Light soils, as the name implies, are easy to work with virtually all year round. They dry quickly, weeds can be easily removed and loosening is hardly a problem. This may sound tempting at first, but this type of soil also has its disadvantages. Sandy soils have a rather poor storage capacity. Water can easily seep through the coarse pores, which can quickly lead to drying out in summer. In addition, a soil poor in humus can hold nutrients poorly, they are easily washed out into the groundwater. However, the large pores have the advantage that the roots are always sufficiently supplied with oxygen and waterlogging cannot occur. In addition, light soils warm up more quickly due to the many air-filled cavities, so that early sowings are already possible.
Improve sandy soils
To make a sandy soil more fertile, you should first of all improve its storage capacity.
- Organic material is excellent for this purpose, it is worked into the soil in the spring. Mature compost or rotted manure can also be used here.
- Green manuring (e.g. buckwheat, mustard, phacelia, legumes) can also be very helpful. The plants can then be surface cut after some time and used as mulch. They serve to enrich the soil with nitrogen and humus. The humus serves as a reservoir and can thus help to better retain water and nutrients in the soil.
- A permanent layer of mulch not only helps enrich humus, it also reduces evaporation and protects the soil from drying out too quickly. The decaying organic material also provides food for soil life, attracting earthworms, for example.
- Mixing in finer soil particles also has a positive effect on the storage capacity of light soils. Loam or clay powder, for example, are suitable for this purpose.
- To reduce the leaching of nutrients, you should add them in the form of poorly soluble fertilizer. The goal in fertilizing is to feed not only the vegetable plants, but also the soil life. Poorly soluble fertilizers are mostly made up of organic material and must be decomposed before the plants can absorb the nutrients. This is exactly the point! If you use mature compost as an organic fertilizer, for example, the soil organisms break it down into its components and make the nutrients it contains available to your vegetable plants. The microorganisms are not neglected here, because they can also feed on the organic material. Also suitable are horn meal, horn shavings, bone meal, wood ash and manure from poultry, horses, cattle or other animals. Chemical fertilizer salts, on the other hand, are bad for plants and soil life in the long run. They are very soluble in water and are therefore absorbed directly by plants, even though they may not need the nutrients to that extent. They can quickly become over-fertilized, making them more susceptible to disease. Excess fertilizer is also more easily leached into groundwater, contributing to eutrophication. Aside from that, this fertilization method doesn’t provide food for the soil organisms, so they will “starve” in the long run and you will have to fertilize even more afterwards.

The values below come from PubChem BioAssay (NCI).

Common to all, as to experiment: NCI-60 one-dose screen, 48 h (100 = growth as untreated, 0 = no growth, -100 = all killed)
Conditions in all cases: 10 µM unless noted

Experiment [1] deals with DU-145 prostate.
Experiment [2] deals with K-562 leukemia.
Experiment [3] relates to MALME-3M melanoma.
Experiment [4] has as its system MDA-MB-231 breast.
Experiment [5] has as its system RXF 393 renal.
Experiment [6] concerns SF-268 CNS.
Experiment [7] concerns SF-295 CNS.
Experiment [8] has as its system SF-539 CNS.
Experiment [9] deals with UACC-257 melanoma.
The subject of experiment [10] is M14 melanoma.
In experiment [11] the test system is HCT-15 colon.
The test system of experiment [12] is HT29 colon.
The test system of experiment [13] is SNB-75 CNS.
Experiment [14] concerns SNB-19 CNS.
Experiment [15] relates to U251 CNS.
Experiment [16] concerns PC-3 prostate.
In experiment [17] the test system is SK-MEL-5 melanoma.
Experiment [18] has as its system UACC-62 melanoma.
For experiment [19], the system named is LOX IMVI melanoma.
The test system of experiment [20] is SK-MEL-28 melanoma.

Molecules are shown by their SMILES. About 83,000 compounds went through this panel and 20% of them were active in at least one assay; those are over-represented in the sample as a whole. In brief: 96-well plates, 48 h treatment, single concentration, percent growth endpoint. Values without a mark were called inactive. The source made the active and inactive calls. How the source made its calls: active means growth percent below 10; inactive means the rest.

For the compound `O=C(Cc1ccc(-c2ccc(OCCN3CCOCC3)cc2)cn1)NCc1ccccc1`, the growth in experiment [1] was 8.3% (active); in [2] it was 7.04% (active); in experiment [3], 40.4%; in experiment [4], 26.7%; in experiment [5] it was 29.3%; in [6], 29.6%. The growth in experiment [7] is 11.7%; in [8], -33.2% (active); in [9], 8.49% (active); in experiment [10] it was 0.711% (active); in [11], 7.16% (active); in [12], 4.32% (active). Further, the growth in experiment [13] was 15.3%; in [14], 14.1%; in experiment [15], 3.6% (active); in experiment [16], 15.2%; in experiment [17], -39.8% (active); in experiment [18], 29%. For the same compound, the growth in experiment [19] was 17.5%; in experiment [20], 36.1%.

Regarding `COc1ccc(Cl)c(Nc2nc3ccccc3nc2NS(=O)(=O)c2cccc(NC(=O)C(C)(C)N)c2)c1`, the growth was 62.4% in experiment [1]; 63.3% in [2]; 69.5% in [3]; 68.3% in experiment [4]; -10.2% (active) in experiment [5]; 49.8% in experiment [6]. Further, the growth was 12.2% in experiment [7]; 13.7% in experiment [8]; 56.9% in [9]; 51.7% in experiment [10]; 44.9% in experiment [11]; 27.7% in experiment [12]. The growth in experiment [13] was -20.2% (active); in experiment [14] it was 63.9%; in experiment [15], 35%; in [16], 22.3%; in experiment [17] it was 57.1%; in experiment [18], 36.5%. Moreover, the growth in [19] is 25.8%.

- When using plant slurry, it is better to fertilize less and more frequently, otherwise a large part will seep away. When making liquid manure, you can also avoid removing the plant remains through a sieve. The semi-decomposed plant material makes excellent mulch and can be utilized by soil organisms.
- Sandy soils are naturally slightly acidic, but the pH should never drop below 5.5. If a test shows that the pH is too low, you can raise the soil pH by adding lime (e.g. dolomite). Otherwise, too acidic soil can have a negative effect on your crops (e.g. blossom end rot in tomatoes). Tip: indicator plants can give an indication of the soil pH.
To give you a compact overview, in this article we have gathered all the common methods of soil improvement. There are many ways to make your soil more fertile, which does not mean that you have to use them all. You can simply choose the measures that are easiest for you to implement. You will soon realize which ones will help you succeed and which ones will not. The most important thing, however, is to better understand your soil and the life in it!